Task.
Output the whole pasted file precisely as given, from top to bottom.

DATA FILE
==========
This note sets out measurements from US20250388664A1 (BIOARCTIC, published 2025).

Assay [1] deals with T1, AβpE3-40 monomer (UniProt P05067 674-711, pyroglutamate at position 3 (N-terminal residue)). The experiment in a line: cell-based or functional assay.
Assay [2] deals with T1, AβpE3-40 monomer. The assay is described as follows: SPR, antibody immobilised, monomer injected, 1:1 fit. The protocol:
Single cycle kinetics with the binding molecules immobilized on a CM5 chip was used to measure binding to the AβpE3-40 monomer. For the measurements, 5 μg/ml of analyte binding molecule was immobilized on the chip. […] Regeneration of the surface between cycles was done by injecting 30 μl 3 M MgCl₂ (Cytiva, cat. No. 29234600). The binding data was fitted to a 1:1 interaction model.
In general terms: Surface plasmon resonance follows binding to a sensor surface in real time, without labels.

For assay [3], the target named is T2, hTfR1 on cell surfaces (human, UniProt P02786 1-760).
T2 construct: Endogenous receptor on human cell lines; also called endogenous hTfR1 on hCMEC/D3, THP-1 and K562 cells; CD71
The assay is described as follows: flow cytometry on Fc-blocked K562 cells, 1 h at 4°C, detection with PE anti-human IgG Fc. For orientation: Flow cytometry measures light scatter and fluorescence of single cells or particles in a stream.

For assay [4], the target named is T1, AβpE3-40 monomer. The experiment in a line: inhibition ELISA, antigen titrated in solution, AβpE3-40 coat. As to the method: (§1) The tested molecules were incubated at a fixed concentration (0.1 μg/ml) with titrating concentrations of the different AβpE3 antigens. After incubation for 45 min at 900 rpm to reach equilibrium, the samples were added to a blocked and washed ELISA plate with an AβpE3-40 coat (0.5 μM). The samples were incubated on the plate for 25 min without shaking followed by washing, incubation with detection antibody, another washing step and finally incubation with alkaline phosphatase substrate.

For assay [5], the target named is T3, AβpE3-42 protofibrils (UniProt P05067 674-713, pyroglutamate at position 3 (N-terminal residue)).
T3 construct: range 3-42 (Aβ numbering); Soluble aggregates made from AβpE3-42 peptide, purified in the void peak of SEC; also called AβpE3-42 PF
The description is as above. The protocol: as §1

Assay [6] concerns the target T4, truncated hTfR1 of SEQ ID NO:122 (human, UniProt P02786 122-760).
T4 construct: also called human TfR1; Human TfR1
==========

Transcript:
This note sets out measurements from US20250388664A1 (BIOARCTIC, published 2025).

Assay [1] deals with T1, AβpE3-40 monomer (UniProt P05067 674-711, pyroglutamate at position 3 (N-terminal residue)). The experiment in a line: cell-based or functional assay.
Assay [2] deals with T1, AβpE3-40 monomer. The assay is described as follows: SPR, antibody immobilised, monomer injected, 1:1 fit. The protocol:
Single cycle kinetics with the binding molecules immobilized on a CM5 chip was used to measure binding to the AβpE3-40 monomer. For the measurements, 5 μg/ml of analyte binding molecule was immobilized on the chip. […] Regeneration of the surface between cycles was done by injecting 30 μl 3 M MgCl₂ (Cytiva, cat. No. 29234600). The binding data was fitted to a 1:1 interaction model.
In general terms: Surface plasmon resonance follows binding to a sensor surface in real time, without labels.

For assay [3], the target named is T2, hTfR1 on cell surfaces (human, UniProt P02786 1-760).
T2 construct: Endogenous receptor on human cell lines; also called endogenous hTfR1 on hCMEC/D3, THP-1 and K562 cells; CD71
The assay is described as follows: flow cytometry on Fc-blocked K562 cells, 1 h at 4°C, detection with PE anti-human IgG Fc. For orientation: Flow cytometry measures light scatter and fluorescence of single cells or particles in a stream.

For assay [4], the target named is T1, AβpE3-40 monomer. The experiment in a line: inhibition ELISA, antigen titrated in solution, AβpE3-40 coat. As to the method: (§1) The tested molecules were incubated at a fixed concentration (0.1 μg/ml) with titrating concentrations of the different AβpE3 antigens. After incubation for 45 min at 900 rpm to reach equilibrium, the samples were added to a blocked and washed ELISA plate with an AβpE3-40 coat (0.5 μM). The samples were incubated on the plate for 25 min without shaking followed by washing, incubation with detection antibody, another washing step and finally incubation with alkaline phosphatase substrate.

For assay [5], the target named is T3, AβpE3-42 protofibrils (UniProt P05067 674-713, pyroglutamate at position 3 (N-terminal residue)).
T3 construct: range 3-42 (Aβ numbering); Soluble aggregates made from AβpE3-42 peptide, purified in the void peak of SEC; also called AβpE3-42 PF
The description is as above. The protocol: as §1

Assay [6] concerns the target T4, truncated hTfR1 of SEQ ID NO:122 (human, UniProt P02786 122-760).
T4 construct: also called human TfR1; Human TfR1